Arsenic Lullaby's Douglas Pasaszkiewicz Talks Up The Big Stall

One of the most high-profile Kickstarter success stories in recent comics history is Douglas Paszkiewicz, whose long-running Arsenic Lullaby is, in his words, "one of the few independents who weathered the storm" of the last fifteen years in comics.

We spoke with Douglas at San Diego Comic-Con International earlier this year about the forthcoming Arsenic Lullaby: The Big Stall, the book which just raised more than twice its hoped-for amount on Kickstarter and saw Paszkiewicz far outstrip his standard sales through Diamond Comics Distributors.

Paszkiewicz wrote an open letter to comics creators and retailers detailing his experience, which you can read here. The money quote is this: "After seeing orders continue to slide through the normal distribution chain that puts publishers fate in the hands of store owners who often balk at anything without capes and tights, instead of relying on the curiosity of the readers, Arsenic Lullaby Publishing cancelled the orders and put all its chips on red. 'Red', being Kickstarter. In 28 days Arsenic Lullaby acquired over sixteen thousand dollars worth of orders. A total that equals about three orders through Diamond Comics distributors, after 60% is taken off the top to split with stores and the distributor itself. This is a torpedo across the hull of a system generally unfriendly to indy comics."

The end result of the Kickstarter was not only a boon for Paskiewicz but also for his readers: The Big Stall will be the first-ever Arsenic Lullaby comic to be published in full color. You can check out Paskiewicz's Kickstarter trailer at the bottom of the story.

What follows is the conversation we had with Paskiewicz at Comic-Con.

Douglas, you've had a lot of content coming out in the last little while. Tell us about The Big Stall.

The Big Stall is a smaller version of a book that's going to be coming out in late October. We put about thirty pages out of it ahead of time and got the Comic-Con exclusive logo on there. It's full of--I get a little more warped and strange every issue so this one's really out there.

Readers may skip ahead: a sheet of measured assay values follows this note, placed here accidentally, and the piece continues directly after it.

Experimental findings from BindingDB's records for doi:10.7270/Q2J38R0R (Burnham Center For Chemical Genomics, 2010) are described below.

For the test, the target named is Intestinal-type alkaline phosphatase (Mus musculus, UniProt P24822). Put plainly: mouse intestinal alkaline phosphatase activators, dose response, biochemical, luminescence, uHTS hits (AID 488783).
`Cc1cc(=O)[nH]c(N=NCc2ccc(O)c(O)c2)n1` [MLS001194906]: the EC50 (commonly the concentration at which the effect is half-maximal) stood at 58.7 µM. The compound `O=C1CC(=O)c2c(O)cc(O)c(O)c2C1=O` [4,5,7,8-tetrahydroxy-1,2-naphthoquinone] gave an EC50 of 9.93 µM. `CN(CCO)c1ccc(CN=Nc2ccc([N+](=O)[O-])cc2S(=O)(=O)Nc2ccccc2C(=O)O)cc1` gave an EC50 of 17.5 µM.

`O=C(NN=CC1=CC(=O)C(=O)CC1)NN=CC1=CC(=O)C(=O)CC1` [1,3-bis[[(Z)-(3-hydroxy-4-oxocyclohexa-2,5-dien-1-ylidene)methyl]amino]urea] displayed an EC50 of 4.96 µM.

There's Baron von Donut, who's an alcoholic cereal mascot. There's a story in here about how he ruins Christmas. I know it's not Christmastime but isn't it always Christmas in our hearts?

...No, it's not. But when you have to fill pages and you have a Christmas story on your desk, that's Christmastime. Do you know when it's Christmastime? When it's done--when my Christmas story is done, that's Christmastime. Merry Christmas! Eight pages out the door, get it out of here.

Why don't you give the back of the cereal box pitch for what Arsenic Lullaby is?

You'd think after fourteen years I could sum it up -- but it's just a collection of really dark, despicable stories. The best quote I heard was that it's like The Far Side mixed with a John Carpenter movie. Really strange, kind of horrifying and if you've got a despicable sense of humor or you're just tired of the same thing -- if you like The Far Side but you've got a strong stomach, this is the book for you.

I'll give you a little example. Everyone reading this probably knows who Cthulu is, and everybody's got their own take on Cthulu. So in this story we've got Cthulu going to a newspaper, complaining that he's not getting enough press. He's sort of whining to the editor, like "What have I got to do? I've been killing hobos at midnight for like a week and a half; I'm not getting any press here. Then he starts complaining that his followers aren't as cool as the Satan-worshiping followers.

He says, "All the cool joiner types join the KKK or the skinheads or the Satan worshipers. He's obscure so all he gets are dysfunctional English Lit students and stuff like that, you know? They can't handle anybody more than a hobo. So you start killing hobos.

And the newspaper editor sort of has pity on him and tries to help him come up with some better ideas, and it just kind of turns into a mess with Cthulu just crying on the desk. The larger version will have more where Cthulu kind of turns the tables on the newspaper guy and it turns out he's a bit more sinister than he first appeared.

If any of that made sense to you, you'll like the whole book. That's kind of what we do is that I take really strange concepts, shove a little bit of reality in there to make it even more weird and then just follow it to its absurd end.